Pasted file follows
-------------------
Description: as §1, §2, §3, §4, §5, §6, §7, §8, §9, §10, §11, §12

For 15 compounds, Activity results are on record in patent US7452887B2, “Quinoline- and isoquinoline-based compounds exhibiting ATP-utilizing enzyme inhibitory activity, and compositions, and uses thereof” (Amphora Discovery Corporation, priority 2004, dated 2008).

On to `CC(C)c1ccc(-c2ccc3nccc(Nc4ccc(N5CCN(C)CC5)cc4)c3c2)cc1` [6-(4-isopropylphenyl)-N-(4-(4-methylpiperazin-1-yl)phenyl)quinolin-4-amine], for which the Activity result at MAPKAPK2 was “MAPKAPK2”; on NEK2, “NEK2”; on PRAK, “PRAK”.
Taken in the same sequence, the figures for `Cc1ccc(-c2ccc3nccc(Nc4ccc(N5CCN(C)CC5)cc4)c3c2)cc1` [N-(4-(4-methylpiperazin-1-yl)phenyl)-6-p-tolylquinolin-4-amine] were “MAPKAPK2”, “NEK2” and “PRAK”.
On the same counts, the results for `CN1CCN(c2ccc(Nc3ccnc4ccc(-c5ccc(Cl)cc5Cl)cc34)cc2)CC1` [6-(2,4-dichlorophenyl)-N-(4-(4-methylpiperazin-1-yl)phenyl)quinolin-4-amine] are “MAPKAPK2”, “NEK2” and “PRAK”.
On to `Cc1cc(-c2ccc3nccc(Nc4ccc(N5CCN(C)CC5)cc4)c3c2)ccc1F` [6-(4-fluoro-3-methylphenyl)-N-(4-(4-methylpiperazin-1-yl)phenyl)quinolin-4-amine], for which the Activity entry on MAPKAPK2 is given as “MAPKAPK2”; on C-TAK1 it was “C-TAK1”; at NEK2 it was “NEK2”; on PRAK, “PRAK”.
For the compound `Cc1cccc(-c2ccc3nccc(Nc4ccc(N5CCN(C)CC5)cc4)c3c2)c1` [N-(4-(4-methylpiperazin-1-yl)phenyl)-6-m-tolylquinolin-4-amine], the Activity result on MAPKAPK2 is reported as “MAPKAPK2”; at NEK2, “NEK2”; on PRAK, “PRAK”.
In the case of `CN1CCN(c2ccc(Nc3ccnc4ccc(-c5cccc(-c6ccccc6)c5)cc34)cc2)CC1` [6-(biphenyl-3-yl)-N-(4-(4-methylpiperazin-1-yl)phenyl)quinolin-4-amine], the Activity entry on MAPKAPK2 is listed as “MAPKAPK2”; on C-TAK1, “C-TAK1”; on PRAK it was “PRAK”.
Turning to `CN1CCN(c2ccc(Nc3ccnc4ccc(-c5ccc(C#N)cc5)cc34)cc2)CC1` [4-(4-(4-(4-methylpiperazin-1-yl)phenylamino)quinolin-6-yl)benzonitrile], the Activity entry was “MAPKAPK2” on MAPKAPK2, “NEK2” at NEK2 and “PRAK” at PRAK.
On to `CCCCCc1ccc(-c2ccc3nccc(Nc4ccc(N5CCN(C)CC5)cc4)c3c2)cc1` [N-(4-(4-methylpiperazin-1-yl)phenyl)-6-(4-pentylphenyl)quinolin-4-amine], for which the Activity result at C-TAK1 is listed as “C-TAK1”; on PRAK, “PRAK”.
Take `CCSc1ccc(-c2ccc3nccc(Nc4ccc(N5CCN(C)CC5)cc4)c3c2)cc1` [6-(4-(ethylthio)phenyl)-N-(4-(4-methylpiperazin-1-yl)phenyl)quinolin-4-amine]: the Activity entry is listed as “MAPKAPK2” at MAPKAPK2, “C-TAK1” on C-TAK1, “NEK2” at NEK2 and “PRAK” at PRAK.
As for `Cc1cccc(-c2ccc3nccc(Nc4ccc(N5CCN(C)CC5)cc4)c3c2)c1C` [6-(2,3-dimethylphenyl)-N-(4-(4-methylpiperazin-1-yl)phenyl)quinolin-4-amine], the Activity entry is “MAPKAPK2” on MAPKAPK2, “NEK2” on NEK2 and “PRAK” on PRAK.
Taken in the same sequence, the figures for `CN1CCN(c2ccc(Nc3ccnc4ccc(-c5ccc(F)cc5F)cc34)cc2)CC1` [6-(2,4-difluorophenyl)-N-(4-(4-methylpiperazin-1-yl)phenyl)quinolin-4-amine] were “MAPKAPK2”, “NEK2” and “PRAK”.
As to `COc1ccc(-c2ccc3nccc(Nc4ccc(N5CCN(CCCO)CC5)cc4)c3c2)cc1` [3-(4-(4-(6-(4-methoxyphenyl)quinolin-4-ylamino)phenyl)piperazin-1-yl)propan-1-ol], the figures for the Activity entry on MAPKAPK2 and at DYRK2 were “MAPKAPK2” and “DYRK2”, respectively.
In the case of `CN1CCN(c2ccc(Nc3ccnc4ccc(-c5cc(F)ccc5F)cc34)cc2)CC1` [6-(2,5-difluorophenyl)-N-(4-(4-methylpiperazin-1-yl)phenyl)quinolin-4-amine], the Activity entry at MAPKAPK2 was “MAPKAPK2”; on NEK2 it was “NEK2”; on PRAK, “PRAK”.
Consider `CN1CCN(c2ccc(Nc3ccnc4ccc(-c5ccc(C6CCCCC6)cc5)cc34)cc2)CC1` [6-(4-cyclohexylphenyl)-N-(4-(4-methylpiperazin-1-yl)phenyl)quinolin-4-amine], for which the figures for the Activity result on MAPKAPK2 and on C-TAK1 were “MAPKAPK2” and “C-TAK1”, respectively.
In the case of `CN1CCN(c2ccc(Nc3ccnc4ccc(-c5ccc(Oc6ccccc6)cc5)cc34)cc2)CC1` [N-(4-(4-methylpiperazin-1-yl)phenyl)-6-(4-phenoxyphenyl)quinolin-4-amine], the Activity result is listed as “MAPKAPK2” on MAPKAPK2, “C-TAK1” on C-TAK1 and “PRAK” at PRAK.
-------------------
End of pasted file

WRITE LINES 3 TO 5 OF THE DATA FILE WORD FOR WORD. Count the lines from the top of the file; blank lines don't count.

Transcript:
On to `CC(C)c1ccc(-c2ccc3nccc(Nc4ccc(N5CCN(C)CC5)cc4)c3c2)cc1` [6-(4-isopropylphenyl)-N-(4-(4-methylpiperazin-1-yl)phenyl)quinolin-4-amine], for which the Activity result at MAPKAPK2 was “MAPKAPK2”; on NEK2, “NEK2”; on PRAK, “PRAK”.
Taken in the same sequence, the figures for `Cc1ccc(-c2ccc3nccc(Nc4ccc(N5CCN(C)CC5)cc4)c3c2)cc1` [N-(4-(4-methylpiperazin-1-yl)phenyl)-6-p-tolylquinolin-4-amine] were “MAPKAPK2”, “NEK2” and “PRAK”.
On the same counts, the results for `CN1CCN(c2ccc(Nc3ccnc4ccc(-c5ccc(Cl)cc5Cl)cc34)cc2)CC1` [6-(2,4-dichlorophenyl)-N-(4-(4-methylpiperazin-1-yl)phenyl)quinolin-4-amine] are “MAPKAPK2”, “NEK2” and “PRAK”.